The Roivant Sciences strategy of finding shelved drug candidates and castoff research from big pharmaceutical companies has paid off. A compound that Roivant acquired from GlaxoSmithKline now has FDA approval for treating the inflammatory skin condition plaque psoriasis, giving the company its first product that it will commercialize on its own.
The drug, tapinarof, was developed by Roivant subsidiary Dermavant Sciences. That company will market the topical cream under the name “Vtama.” While other topical products are available for treating plaque psoriasis, many of them first reached the market for other indications. Dermavant says its product is the first novel topical drug approved for plaque psoriasis in 25 years. Mark Lebwohl of the Icahn School of Medicine at Mount Sinai and lead author of the Phase 3 research that was published last year in The New England Journal of Medicine, said in a prepared statement that the Dermavant drug has the potential to become the preferred topical treatment for plaque psoriasis patients.
“Following 20-plus years of minimal innovation in the topical psoriasis treatment space, I believe the approval of Vtama cream is an important step in establishing a new treatment option for adults with mild, moderate, and severe plaque psoriasis,” Lebwohl said.
Psoriasis is a chronic condition in which the body’s immune system attacks its own cells. The results of this attack appear prominently on the skin as red and dry patches. The condition affects an estimated 8 million people in the U.S. and up to 125 million people worldwide, according to Dermavant. Plaque psoriasis is the most common form of psoriasis, leading to darker and thicker raised patches on the skin that may be itchy and painful.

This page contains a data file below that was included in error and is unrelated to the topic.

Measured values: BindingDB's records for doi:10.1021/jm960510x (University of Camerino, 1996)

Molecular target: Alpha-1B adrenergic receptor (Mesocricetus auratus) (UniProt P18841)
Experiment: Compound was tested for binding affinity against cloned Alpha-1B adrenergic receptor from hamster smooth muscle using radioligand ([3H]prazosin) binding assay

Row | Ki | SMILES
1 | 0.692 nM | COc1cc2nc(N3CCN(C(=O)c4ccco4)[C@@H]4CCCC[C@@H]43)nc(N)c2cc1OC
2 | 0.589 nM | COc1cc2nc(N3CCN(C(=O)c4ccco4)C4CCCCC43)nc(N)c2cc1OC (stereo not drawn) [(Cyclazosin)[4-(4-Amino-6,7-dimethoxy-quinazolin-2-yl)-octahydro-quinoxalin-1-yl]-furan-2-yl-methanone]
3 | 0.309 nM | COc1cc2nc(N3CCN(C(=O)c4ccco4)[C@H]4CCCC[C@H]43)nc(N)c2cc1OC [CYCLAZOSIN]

Treatments for plaque psoriasis include drugs that work by tamping down the immune system. Topical steroids are widely prescribed for the condition, but long-term use can lead to thinner skin and these drugs lose their efficacy over time. These drugs can also cause problems if used on sensitive areas, such as the face and genitals. Several biologic drugs have approvals in psoriasis, including products from Amgen, AbbVie, Johnson & Johnson, Eli Lilly, and Sanofi. But these injectable medicines circulate systemically, which means that side effects can happen throughout the body. These blockbuster drugs are also very expensive. For both reasons, physicians typically start patients on topical products first and try biologicals only if the disease does not respond.
Vtama is a steroid-free cream developed for once-daily application to the skin, including sensitive areas. The drug, a small molecule, is designed to block inflammatory proteins called cytokines. It’s also intended to promote the return of normal skin appearance while also reducing the oxidative stress that contributes to inflammatory skin conditions. Dermavant said in an investor presentation that its drug could supplant steroids as the standard of care for plaque psoriasis.